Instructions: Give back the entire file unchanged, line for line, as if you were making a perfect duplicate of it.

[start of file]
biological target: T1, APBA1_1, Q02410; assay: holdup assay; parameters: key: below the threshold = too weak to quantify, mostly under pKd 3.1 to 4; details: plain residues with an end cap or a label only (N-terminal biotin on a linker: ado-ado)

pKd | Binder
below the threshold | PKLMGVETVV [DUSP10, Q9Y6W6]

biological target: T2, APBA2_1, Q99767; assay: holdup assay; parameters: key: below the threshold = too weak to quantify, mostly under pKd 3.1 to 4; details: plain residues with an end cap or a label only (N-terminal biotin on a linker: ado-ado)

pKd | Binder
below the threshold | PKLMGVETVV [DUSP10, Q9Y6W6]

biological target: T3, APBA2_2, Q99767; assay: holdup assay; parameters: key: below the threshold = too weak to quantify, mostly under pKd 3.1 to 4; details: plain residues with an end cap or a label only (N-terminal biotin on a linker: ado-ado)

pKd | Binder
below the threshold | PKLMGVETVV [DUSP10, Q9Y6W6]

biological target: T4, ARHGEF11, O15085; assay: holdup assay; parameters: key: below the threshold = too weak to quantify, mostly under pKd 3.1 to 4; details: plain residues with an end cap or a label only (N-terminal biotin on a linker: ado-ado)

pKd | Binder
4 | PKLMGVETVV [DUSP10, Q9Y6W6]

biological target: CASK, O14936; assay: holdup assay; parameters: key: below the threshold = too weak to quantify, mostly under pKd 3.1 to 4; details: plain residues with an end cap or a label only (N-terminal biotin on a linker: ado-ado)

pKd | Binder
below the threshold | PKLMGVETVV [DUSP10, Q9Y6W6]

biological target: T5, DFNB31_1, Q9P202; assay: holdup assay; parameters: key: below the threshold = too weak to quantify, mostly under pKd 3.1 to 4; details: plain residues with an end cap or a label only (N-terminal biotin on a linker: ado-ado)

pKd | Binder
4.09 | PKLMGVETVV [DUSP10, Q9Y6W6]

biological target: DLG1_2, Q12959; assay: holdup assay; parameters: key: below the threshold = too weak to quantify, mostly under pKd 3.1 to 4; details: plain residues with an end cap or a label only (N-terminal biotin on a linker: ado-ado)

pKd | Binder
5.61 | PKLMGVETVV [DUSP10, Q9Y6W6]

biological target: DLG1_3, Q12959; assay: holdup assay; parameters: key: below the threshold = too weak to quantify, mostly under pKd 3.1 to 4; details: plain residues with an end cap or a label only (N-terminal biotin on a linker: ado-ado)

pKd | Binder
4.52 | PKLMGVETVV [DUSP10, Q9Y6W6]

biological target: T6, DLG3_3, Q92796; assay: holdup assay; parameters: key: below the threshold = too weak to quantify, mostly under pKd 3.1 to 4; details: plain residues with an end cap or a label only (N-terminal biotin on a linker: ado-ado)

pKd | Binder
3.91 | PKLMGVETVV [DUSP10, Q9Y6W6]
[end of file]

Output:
biological target: T1, APBA1_1, Q02410; assay: holdup assay; parameters: key: below the threshold = too weak to quantify, mostly under pKd 3.1 to 4; details: plain residues with an end cap or a label only (N-terminal biotin on a linker: ado-ado)

pKd | Binder
below the threshold | PKLMGVETVV [DUSP10, Q9Y6W6]

biological target: T2, APBA2_1, Q99767; assay: holdup assay; parameters: key: below the threshold = too weak to quantify, mostly under pKd 3.1 to 4; details: plain residues with an end cap or a label only (N-terminal biotin on a linker: ado-ado)

pKd | Binder
below the threshold | PKLMGVETVV [DUSP10, Q9Y6W6]

biological target: T3, APBA2_2, Q99767; assay: holdup assay; parameters: key: below the threshold = too weak to quantify, mostly under pKd 3.1 to 4; details: plain residues with an end cap or a label only (N-terminal biotin on a linker: ado-ado)

pKd | Binder
below the threshold | PKLMGVETVV [DUSP10, Q9Y6W6]

biological target: T4, ARHGEF11, O15085; assay: holdup assay; parameters: key: below the threshold = too weak to quantify, mostly under pKd 3.1 to 4; details: plain residues with an end cap or a label only (N-terminal biotin on a linker: ado-ado)

pKd | Binder
4 | PKLMGVETVV [DUSP10, Q9Y6W6]

biological target: CASK, O14936; assay: holdup assay; parameters: key: below the threshold = too weak to quantify, mostly under pKd 3.1 to 4; details: plain residues with an end cap or a label only (N-terminal biotin on a linker: ado-ado)

pKd | Binder
below the threshold | PKLMGVETVV [DUSP10, Q9Y6W6]

biological target: T5, DFNB31_1, Q9P202; assay: holdup assay; parameters: key: below the threshold = too weak to quantify, mostly under pKd 3.1 to 4; details: plain residues with an end cap or a label only (N-terminal biotin on a linker: ado-ado)

pKd | Binder
4.09 | PKLMGVETVV [DUSP10, Q9Y6W6]

biological target: DLG1_2, Q12959; assay: holdup assay; parameters: key: below the threshold = too weak to quantify, mostly under pKd 3.1 to 4; details: plain residues with an end cap or a label only (N-terminal biotin on a linker: ado-ado)

pKd | Binder
5.61 | PKLMGVETVV [DUSP10, Q9Y6W6]

biological target: DLG1_3, Q12959; assay: holdup assay; parameters: key: below the threshold = too weak to quantify, mostly under pKd 3.1 to 4; details: plain residues with an end cap or a label only (N-terminal biotin on a linker: ado-ado)

pKd | Binder
4.52 | PKLMGVETVV [DUSP10, Q9Y6W6]

biological target: T6, DLG3_3, Q92796; assay: holdup assay; parameters: key: below the threshold = too weak to quantify, mostly under pKd 3.1 to 4; details: plain residues with an end cap or a label only (N-terminal biotin on a linker: ado-ado)

pKd | Binder
3.91 | PKLMGVETVV [DUSP10, Q9Y6W6]